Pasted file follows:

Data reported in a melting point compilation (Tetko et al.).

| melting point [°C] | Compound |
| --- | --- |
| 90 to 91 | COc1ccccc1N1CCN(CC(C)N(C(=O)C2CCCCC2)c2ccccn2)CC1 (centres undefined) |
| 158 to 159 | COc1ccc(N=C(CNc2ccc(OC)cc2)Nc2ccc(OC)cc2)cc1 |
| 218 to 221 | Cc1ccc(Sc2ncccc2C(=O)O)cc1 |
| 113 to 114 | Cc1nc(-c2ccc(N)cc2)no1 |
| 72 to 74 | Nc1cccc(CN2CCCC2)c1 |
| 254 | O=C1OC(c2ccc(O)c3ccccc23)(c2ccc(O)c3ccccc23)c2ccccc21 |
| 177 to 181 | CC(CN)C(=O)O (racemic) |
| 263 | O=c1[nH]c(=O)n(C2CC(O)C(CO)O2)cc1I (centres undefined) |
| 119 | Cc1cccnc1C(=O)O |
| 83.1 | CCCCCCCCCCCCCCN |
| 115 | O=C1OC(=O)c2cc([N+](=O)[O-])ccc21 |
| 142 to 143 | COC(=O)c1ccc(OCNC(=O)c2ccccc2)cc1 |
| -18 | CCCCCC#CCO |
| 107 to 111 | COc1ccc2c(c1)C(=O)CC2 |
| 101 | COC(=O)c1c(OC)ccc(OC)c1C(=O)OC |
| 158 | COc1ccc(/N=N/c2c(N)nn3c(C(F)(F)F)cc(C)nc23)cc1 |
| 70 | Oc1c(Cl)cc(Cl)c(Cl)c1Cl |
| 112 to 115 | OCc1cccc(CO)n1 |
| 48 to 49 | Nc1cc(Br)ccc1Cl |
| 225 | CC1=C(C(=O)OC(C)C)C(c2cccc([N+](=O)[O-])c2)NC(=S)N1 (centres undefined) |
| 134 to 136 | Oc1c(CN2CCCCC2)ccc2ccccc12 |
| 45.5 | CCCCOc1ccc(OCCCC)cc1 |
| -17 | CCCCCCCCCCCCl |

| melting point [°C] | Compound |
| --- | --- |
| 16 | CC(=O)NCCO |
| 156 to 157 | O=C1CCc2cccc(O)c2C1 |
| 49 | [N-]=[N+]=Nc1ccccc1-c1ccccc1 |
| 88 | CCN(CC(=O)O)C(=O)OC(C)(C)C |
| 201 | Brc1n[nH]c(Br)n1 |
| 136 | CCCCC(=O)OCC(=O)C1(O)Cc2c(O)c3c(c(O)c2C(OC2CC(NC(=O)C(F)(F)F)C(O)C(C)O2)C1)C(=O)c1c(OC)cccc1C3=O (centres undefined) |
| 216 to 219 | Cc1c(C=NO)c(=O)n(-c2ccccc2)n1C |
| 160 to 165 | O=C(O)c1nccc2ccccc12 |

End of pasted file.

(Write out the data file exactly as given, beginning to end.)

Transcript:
Data reported in a melting point compilation (Tetko et al.).

| melting point [°C] | Compound |
| --- | --- |
| 90 to 91 | COc1ccccc1N1CCN(CC(C)N(C(=O)C2CCCCC2)c2ccccn2)CC1 (centres undefined) |
| 158 to 159 | COc1ccc(N=C(CNc2ccc(OC)cc2)Nc2ccc(OC)cc2)cc1 |
| 218 to 221 | Cc1ccc(Sc2ncccc2C(=O)O)cc1 |
| 113 to 114 | Cc1nc(-c2ccc(N)cc2)no1 |
| 72 to 74 | Nc1cccc(CN2CCCC2)c1 |
| 254 | O=C1OC(c2ccc(O)c3ccccc23)(c2ccc(O)c3ccccc23)c2ccccc21 |
| 177 to 181 | CC(CN)C(=O)O (racemic) |
| 263 | O=c1[nH]c(=O)n(C2CC(O)C(CO)O2)cc1I (centres undefined) |
| 119 | Cc1cccnc1C(=O)O |
| 83.1 | CCCCCCCCCCCCCCN |
| 115 | O=C1OC(=O)c2cc([N+](=O)[O-])ccc21 |
| 142 to 143 | COC(=O)c1ccc(OCNC(=O)c2ccccc2)cc1 |
| -18 | CCCCCC#CCO |
| 107 to 111 | COc1ccc2c(c1)C(=O)CC2 |
| 101 | COC(=O)c1c(OC)ccc(OC)c1C(=O)OC |
| 158 | COc1ccc(/N=N/c2c(N)nn3c(C(F)(F)F)cc(C)nc23)cc1 |
| 70 | Oc1c(Cl)cc(Cl)c(Cl)c1Cl |
| 112 to 115 | OCc1cccc(CO)n1 |
| 48 to 49 | Nc1cc(Br)ccc1Cl |
| 225 | CC1=C(C(=O)OC(C)C)C(c2cccc([N+](=O)[O-])c2)NC(=S)N1 (centres undefined) |
| 134 to 136 | Oc1c(CN2CCCCC2)ccc2ccccc12 |
| 45.5 | CCCCOc1ccc(OCCCC)cc1 |
| -17 | CCCCCCCCCCCCl |

| melting point [°C] | Compound |
| --- | --- |
| 16 | CC(=O)NCCO |
| 156 to 157 | O=C1CCc2cccc(O)c2C1 |
| 49 | [N-]=[N+]=Nc1ccccc1-c1ccccc1 |
| 88 | CCN(CC(=O)O)C(=O)OC(C)(C)C |
| 201 | Brc1n[nH]c(Br)n1 |
| 136 | CCCCC(=O)OCC(=O)C1(O)Cc2c(O)c3c(c(O)c2C(OC2CC(NC(=O)C(F)(F)F)C(O)C(C)O2)C1)C(=O)c1c(OC)cccc1C3=O (centres undefined) |
| 216 to 219 | Cc1c(C=NO)c(=O)n(-c2ccccc2)n1C |
| 160 to 165 | O=C(O)c1nccc2ccccc12 |